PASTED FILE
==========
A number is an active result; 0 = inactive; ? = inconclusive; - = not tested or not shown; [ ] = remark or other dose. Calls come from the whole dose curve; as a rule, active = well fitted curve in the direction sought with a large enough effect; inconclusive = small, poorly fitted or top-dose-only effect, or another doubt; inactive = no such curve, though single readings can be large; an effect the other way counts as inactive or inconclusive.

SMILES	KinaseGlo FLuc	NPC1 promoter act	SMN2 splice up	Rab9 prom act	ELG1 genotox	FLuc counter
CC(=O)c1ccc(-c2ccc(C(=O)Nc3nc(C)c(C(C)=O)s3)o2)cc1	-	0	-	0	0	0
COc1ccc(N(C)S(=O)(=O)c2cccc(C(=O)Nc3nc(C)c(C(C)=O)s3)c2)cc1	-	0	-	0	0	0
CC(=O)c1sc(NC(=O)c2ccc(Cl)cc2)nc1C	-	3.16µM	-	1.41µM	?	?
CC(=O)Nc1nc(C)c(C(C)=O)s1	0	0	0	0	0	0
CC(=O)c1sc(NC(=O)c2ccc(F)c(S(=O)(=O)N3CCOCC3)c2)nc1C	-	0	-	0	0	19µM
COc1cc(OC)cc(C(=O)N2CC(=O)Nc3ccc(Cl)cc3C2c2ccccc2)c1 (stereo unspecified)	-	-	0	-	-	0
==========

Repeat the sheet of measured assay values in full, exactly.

A number is an active result; 0 = inactive; ? = inconclusive; - = not tested or not shown; [ ] = remark or other dose. Calls come from the whole dose curve; as a rule, active = well fitted curve in the direction sought with a large enough effect; inconclusive = small, poorly fitted or top-dose-only effect, or another doubt; inactive = no such curve, though single readings can be large; an effect the other way counts as inactive or inconclusive.

SMILES	KinaseGlo FLuc	NPC1 promoter act	SMN2 splice up	Rab9 prom act	ELG1 genotox	FLuc counter
CC(=O)c1ccc(-c2ccc(C(=O)Nc3nc(C)c(C(C)=O)s3)o2)cc1	-	0	-	0	0	0
COc1ccc(N(C)S(=O)(=O)c2cccc(C(=O)Nc3nc(C)c(C(C)=O)s3)c2)cc1	-	0	-	0	0	0
CC(=O)c1sc(NC(=O)c2ccc(Cl)cc2)nc1C	-	3.16µM	-	1.41µM	?	?
CC(=O)Nc1nc(C)c(C(C)=O)s1	0	0	0	0	0	0
CC(=O)c1sc(NC(=O)c2ccc(F)c(S(=O)(=O)N3CCOCC3)c2)nc1C	-	0	-	0	0	19µM
COc1cc(OC)cc(C(=O)N2CC(=O)Nc3ccc(Cl)cc3C2c2ccccc2)c1 (stereo unspecified)	-	-	0	-	-	0